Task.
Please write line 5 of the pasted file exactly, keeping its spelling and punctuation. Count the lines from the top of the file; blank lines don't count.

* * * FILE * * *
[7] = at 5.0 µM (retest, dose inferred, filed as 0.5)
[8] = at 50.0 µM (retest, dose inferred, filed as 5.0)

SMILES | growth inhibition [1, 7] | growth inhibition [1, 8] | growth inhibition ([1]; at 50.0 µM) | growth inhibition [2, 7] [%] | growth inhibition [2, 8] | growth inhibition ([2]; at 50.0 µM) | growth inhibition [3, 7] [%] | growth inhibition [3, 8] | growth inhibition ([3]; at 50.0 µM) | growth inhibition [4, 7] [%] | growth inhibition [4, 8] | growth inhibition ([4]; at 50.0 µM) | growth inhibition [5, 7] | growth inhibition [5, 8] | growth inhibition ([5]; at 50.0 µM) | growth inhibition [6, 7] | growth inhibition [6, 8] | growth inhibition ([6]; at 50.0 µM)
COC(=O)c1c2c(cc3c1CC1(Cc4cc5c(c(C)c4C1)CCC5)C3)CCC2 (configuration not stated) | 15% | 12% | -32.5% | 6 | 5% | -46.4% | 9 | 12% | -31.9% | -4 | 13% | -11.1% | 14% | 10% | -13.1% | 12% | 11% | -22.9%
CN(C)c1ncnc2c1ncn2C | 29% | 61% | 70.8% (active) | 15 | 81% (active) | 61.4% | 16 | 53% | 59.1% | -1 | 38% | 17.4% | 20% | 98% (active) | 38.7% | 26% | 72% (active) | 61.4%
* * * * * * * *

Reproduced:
CN(C)c1ncnc2c1ncn2C | 29% | 61% | 70.8% (active) | 15 | 81% (active) | 61.4% | 16 | 53% | 59.1% | -1 | 38% | 17.4% | 20% | 98% (active) | 38.7% | 26% | 72% (active) | 61.4%